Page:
|Kroeker, Kristy J.||University of California-Santa Cruz (UC Santa Cruz)||Principal Investigator|
|Newman, Sawyer||Woods Hole Oceanographic Institution (WHOI BCO-DMO)||BCO-DMO Data Manager|
Abalone responses from a fully factorial mesocosm experiment manipulating pH and diet.
Sampling and analytical procedures:
To determine the effect of current and future seasonal differences in carbonate chemistry on abalone bioenergetics, we exposed juvenile, non-reproductive (36 ± 5 mm) H. kamschatkana to three pH/pCO2 levels (i.e., pHT 8.1, 7.8, 7.5) for four months in a flow-through system at the Sitka Sound Science Center (SSSC) from June-October 2017. We focused on abalone that were close to transitioning to reproductive maturity (~50 mm; Busch et al., 2014 and references therein) so that we could best capture energetic trade-offs during an energetically costly life history period. The four-month long exposure to stable pH conditions was meant to capture seasonal exposures to relatively constant carbonate chemistry conditions during summer and winter that was demonstrated by our environmental monitoring. The pH values were chosen to capture the current seasonal fluctuations in Sitka Sound (7.8-8.2 pHT for winter-summer, respectively) as well as future projections for winter based on RCP 8.5 (i.e., 7.8 – 0.3 = 7.5 pHT; (Mathis et al., 2015)). The temperature and salinity were not manipulated and reflected the seasonal conditions in Sitka Sound from June-October.
At the beginning and end of the experiment, we measured the wet weight for the individual abalone.
Processing notes from researcher:
Variation in consumption rates was assessed using linear mixed effects models in R.
BCO-DMO processing notes:
Rounded percentchngwt field to 9 digit percision
|CritterID||individual abalone ID||unitless|
|Bin||Bin that multiple abalone were housed in, to be considered as random factor in analysis||unitless|
|pH||Categorical variable; pH treatments in experiment. FW = 7.5, CS = 8.1, CW = 7.8.||unitless|
|Diet||Categoriacal variable; Macrocystis vs mized algal diet. ALL = all Macrocystis; MIX = mixed algal diet.||unitless|
|percentchngwt||Percent change in weight||percentage (%)|
NSF Award Abstract:
High latitude kelp forests support a wealth of ecologically and economically important species, buffer coastlines from high-energy storms, and play a critical role in the marine carbon cycle by sequestering and storing large amounts of carbon. Understanding how energy fluxes and consumer-resource interactions vary in these kelp communities is critical for defining robust management strategies that help maintain these valuable ecosystem services. In this integrated research and education program, the project team will investigate how consumer populations respond to variability in temperature, carbonate chemistry and resource quality to influence the food webs and ecosystem stability of kelp forests. A comprehensive suite of studies conducted at the northern range limit for giant kelp (Macrocystis pyrifera) in SE Alaska will examine how kelp communities respond to variable environmental conditions arising from seasonal variability and changing ocean temperature and acidification conditions. As part of this project, undergraduate and high school students will receive comprehensive training through (1) an immersive field-based class in Sitka Sound, Alaska, (2) intensive, mentored research internships, and (3) experiential training in science communication and public outreach that will include a variety of opportunities to disseminate research findings through podcasts, public lectures and radio broadcasts.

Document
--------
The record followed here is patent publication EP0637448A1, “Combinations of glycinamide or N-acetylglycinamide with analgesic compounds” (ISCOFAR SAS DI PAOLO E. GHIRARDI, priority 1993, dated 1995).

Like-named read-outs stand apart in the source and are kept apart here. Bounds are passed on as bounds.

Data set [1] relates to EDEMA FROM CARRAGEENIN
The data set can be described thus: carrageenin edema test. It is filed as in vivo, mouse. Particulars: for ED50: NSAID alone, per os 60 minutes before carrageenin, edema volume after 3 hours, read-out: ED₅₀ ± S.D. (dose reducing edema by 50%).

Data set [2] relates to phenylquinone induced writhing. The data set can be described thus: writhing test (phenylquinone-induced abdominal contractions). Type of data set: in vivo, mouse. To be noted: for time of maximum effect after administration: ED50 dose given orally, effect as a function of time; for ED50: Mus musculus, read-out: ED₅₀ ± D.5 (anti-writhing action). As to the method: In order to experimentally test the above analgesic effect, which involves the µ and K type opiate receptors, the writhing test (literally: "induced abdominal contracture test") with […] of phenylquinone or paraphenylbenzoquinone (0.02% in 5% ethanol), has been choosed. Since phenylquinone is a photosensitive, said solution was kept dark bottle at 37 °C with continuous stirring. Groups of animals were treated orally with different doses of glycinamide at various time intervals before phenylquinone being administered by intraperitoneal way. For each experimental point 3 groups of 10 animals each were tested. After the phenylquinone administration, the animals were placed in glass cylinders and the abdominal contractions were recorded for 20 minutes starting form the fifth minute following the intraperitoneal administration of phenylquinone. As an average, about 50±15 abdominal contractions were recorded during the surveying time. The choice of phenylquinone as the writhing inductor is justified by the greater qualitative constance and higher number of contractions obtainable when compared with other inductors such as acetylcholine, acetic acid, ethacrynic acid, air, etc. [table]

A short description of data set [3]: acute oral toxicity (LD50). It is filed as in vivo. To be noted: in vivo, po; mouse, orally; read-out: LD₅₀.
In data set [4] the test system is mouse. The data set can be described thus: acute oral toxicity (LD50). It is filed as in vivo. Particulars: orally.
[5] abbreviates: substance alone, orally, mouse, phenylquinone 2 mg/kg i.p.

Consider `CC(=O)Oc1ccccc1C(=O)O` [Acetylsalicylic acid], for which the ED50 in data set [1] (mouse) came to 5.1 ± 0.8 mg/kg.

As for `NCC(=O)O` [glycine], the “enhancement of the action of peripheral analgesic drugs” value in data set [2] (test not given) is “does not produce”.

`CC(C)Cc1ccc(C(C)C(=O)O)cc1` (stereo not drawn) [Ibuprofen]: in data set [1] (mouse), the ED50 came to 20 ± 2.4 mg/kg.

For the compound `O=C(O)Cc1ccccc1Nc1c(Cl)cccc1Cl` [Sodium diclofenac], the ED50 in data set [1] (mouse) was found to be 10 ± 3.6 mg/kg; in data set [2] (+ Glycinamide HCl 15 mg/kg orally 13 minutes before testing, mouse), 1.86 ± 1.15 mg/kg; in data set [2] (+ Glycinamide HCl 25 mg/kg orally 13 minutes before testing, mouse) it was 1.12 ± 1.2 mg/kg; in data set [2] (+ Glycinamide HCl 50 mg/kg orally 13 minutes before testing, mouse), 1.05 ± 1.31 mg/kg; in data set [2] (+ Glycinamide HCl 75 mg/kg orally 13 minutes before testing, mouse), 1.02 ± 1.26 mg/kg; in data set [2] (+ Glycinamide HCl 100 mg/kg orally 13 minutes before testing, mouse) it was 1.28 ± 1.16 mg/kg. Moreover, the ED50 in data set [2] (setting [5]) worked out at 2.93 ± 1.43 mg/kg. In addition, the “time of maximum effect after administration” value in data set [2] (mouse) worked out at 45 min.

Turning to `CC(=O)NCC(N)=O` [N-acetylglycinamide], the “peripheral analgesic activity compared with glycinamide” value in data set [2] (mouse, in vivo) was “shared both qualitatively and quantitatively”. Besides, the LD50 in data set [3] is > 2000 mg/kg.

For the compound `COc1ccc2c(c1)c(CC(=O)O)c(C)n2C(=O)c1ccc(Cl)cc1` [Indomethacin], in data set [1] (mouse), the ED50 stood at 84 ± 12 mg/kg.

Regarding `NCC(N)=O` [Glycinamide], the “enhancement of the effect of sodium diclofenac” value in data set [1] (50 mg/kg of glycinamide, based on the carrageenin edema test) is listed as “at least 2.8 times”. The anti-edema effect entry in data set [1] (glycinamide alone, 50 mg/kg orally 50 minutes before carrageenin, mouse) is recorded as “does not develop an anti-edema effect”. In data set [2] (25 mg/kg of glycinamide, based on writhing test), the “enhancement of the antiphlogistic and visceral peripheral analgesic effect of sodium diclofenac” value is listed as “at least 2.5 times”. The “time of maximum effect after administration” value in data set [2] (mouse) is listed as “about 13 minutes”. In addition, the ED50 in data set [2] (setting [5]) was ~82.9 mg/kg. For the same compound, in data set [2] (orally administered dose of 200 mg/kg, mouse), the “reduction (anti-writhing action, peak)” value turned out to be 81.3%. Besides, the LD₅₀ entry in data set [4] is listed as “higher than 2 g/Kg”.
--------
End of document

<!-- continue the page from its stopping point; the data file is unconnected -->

Consumer-resource interactions structure food webs and govern ecosystem stability, yet our understanding of how these important interactions may change under future climatic conditions is hampered by the complexity of direct and indirect effects of multiple stressors within and between trophic levels. For example, environmentally mediated changes in nutritional quality and chemical deterrence of primary producers have the potential to alter herbivory rates and energy fluxes between primary producers and consumers, with implications for ecosystem stability. Moreover, the effects of global change on primary producers are likely to depend on other limiting resources, such as light and nutrients, which vary seasonally in dynamic, temperate and high latitude ecosystems. In marine ecosystems at high latitude, climate models predict that ocean acidification will be most pronounced during the winter months, when primary production is limited by light. This project is built around the hypothesis that there could be a mismatch in the energetic demands of primary consumers caused by warming and ocean acidification and resource availability and quality during winter months, with cascading effects on trophic structure and ecosystem stability in the future. Through complementary lab and field experiments, the project team will determine 1) how temperature and carbonate chemistry combine to affect primary consumer bioenergetics across a diversity of species and 2) the indirect effects of ocean acidification and warming on primary consumers via environmentally mediated changes in the availability, nutritional quality and palatability of primary producers across seasons. Using the data from the laboratory and field experiments, the project team will 3) construct a model of the emergent effects of warming and ocean acidification on trophic structure and ecosystem stability in seasonally dynamic, high latitude environments.
This award reflects NSF's statutory mission and has been deemed worthy of support through evaluation using the Foundation's intellectual merit and broader impacts review criteria.